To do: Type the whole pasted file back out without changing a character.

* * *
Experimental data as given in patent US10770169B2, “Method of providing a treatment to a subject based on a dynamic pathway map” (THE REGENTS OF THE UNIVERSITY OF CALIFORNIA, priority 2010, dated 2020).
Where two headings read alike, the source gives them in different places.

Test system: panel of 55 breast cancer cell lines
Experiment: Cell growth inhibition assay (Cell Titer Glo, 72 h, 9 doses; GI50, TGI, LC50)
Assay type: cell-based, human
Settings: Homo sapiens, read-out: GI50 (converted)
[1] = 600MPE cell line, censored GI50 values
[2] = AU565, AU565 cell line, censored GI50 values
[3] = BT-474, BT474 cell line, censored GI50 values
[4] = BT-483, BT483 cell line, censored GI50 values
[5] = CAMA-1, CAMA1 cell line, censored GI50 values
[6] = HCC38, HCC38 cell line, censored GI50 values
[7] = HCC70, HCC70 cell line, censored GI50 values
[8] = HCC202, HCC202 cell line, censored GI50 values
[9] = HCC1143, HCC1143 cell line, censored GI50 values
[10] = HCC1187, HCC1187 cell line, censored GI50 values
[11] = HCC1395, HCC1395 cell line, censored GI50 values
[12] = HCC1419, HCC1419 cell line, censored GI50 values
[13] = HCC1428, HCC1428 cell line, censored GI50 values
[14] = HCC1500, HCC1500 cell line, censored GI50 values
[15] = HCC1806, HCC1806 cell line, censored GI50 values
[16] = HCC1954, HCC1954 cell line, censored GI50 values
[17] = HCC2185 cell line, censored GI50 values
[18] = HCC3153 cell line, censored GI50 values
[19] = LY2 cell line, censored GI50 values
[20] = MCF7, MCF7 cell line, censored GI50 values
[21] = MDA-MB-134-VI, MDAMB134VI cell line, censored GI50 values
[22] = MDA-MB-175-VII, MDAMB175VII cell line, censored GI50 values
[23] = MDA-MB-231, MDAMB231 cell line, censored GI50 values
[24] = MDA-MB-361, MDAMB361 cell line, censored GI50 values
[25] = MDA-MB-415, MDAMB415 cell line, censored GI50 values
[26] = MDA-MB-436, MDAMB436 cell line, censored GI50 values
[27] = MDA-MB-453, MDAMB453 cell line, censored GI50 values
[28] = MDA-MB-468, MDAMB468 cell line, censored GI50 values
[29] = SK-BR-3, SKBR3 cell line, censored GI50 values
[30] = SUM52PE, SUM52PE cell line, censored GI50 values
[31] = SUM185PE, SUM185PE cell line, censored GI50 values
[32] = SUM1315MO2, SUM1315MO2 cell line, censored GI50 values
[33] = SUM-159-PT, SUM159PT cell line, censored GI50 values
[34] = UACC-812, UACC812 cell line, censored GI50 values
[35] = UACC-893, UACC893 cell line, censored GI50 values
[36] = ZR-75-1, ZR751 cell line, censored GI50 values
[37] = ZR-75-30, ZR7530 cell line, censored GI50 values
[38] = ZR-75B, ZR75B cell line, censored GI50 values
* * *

Experimental data as given in patent US10770169B2, “Method of providing a treatment to a subject based on a dynamic pathway map” (THE REGENTS OF THE UNIVERSITY OF CALIFORNIA, priority 2010, dated 2020).
Where two headings read alike, the source gives them in different places.

Test system: panel of 55 breast cancer cell lines
Experiment: Cell growth inhibition assay (Cell Titer Glo, 72 h, 9 doses; GI50, TGI, LC50)
Assay type: cell-based, human
Settings: Homo sapiens, read-out: GI50 (converted)
[1] = 600MPE cell line, censored GI50 values
[2] = AU565, AU565 cell line, censored GI50 values
[3] = BT-474, BT474 cell line, censored GI50 values
[4] = BT-483, BT483 cell line, censored GI50 values
[5] = CAMA-1, CAMA1 cell line, censored GI50 values
[6] = HCC38, HCC38 cell line, censored GI50 values
[7] = HCC70, HCC70 cell line, censored GI50 values
[8] = HCC202, HCC202 cell line, censored GI50 values
[9] = HCC1143, HCC1143 cell line, censored GI50 values
[10] = HCC1187, HCC1187 cell line, censored GI50 values
[11] = HCC1395, HCC1395 cell line, censored GI50 values
[12] = HCC1419, HCC1419 cell line, censored GI50 values
[13] = HCC1428, HCC1428 cell line, censored GI50 values
[14] = HCC1500, HCC1500 cell line, censored GI50 values
[15] = HCC1806, HCC1806 cell line, censored GI50 values
[16] = HCC1954, HCC1954 cell line, censored GI50 values
[17] = HCC2185 cell line, censored GI50 values
[18] = HCC3153 cell line, censored GI50 values
[19] = LY2 cell line, censored GI50 values
[20] = MCF7, MCF7 cell line, censored GI50 values
[21] = MDA-MB-134-VI, MDAMB134VI cell line, censored GI50 values
[22] = MDA-MB-175-VII, MDAMB175VII cell line, censored GI50 values
[23] = MDA-MB-231, MDAMB231 cell line, censored GI50 values
[24] = MDA-MB-361, MDAMB361 cell line, censored GI50 values
[25] = MDA-MB-415, MDAMB415 cell line, censored GI50 values
[26] = MDA-MB-436, MDAMB436 cell line, censored GI50 values
[27] = MDA-MB-453, MDAMB453 cell line, censored GI50 values
[28] = MDA-MB-468, MDAMB468 cell line, censored GI50 values
[29] = SK-BR-3, SKBR3 cell line, censored GI50 values
[30] = SUM52PE, SUM52PE cell line, censored GI50 values
[31] = SUM185PE, SUM185PE cell line, censored GI50 values
[32] = SUM1315MO2, SUM1315MO2 cell line, censored GI50 values
[33] = SUM-159-PT, SUM159PT cell line, censored GI50 values
[34] = UACC-812, UACC812 cell line, censored GI50 values
[35] = UACC-893, UACC893 cell line, censored GI50 values
[36] = ZR-75-1, ZR751 cell line, censored GI50 values
[37] = ZR-75-30, ZR7530 cell line, censored GI50 values
[38] = ZR-75B, ZR75B cell line, censored GI50 values